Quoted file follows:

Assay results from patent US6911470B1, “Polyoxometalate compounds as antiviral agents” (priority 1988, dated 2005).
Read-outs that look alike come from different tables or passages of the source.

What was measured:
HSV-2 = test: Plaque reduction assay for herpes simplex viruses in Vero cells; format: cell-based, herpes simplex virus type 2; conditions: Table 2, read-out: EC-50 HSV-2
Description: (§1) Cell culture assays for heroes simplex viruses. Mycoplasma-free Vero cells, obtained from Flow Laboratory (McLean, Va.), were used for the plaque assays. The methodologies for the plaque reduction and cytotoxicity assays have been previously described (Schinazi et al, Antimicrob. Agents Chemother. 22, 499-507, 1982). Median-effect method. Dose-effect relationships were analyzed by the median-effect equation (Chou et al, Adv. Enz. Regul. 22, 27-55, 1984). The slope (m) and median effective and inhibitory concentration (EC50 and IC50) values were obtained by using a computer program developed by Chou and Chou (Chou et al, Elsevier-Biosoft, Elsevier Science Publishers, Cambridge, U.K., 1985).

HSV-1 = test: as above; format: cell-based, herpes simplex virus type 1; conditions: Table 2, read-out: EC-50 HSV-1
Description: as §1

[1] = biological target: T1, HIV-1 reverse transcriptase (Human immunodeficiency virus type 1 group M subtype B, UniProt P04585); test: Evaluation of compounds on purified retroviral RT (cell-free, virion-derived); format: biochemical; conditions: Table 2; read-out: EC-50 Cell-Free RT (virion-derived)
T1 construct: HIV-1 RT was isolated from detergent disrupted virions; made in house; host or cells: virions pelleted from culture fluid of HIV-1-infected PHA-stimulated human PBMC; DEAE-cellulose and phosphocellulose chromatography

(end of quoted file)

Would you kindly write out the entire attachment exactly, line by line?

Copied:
Assay results from patent US6911470B1, “Polyoxometalate compounds as antiviral agents” (priority 1988, dated 2005).
Read-outs that look alike come from different tables or passages of the source.

What was measured:
HSV-2 = test: Plaque reduction assay for herpes simplex viruses in Vero cells; format: cell-based, herpes simplex virus type 2; conditions: Table 2, read-out: EC-50 HSV-2
Description: (§1) Cell culture assays for heroes simplex viruses. Mycoplasma-free Vero cells, obtained from Flow Laboratory (McLean, Va.), were used for the plaque assays. The methodologies for the plaque reduction and cytotoxicity assays have been previously described (Schinazi et al, Antimicrob. Agents Chemother. 22, 499-507, 1982). Median-effect method. Dose-effect relationships were analyzed by the median-effect equation (Chou et al, Adv. Enz. Regul. 22, 27-55, 1984). The slope (m) and median effective and inhibitory concentration (EC50 and IC50) values were obtained by using a computer program developed by Chou and Chou (Chou et al, Elsevier-Biosoft, Elsevier Science Publishers, Cambridge, U.K., 1985).

HSV-1 = test: as above; format: cell-based, herpes simplex virus type 1; conditions: Table 2, read-out: EC-50 HSV-1
Description: as §1

[1] = biological target: T1, HIV-1 reverse transcriptase (Human immunodeficiency virus type 1 group M subtype B, UniProt P04585); test: Evaluation of compounds on purified retroviral RT (cell-free, virion-derived); format: biochemical; conditions: Table 2; read-out: EC-50 Cell-Free RT (virion-derived)
T1 construct: HIV-1 RT was isolated from detergent disrupted virions; made in house; host or cells: virions pelleted from culture fluid of HIV-1-infected PHA-stimulated human PBMC; DEAE-cellulose and phosphocellulose chromatography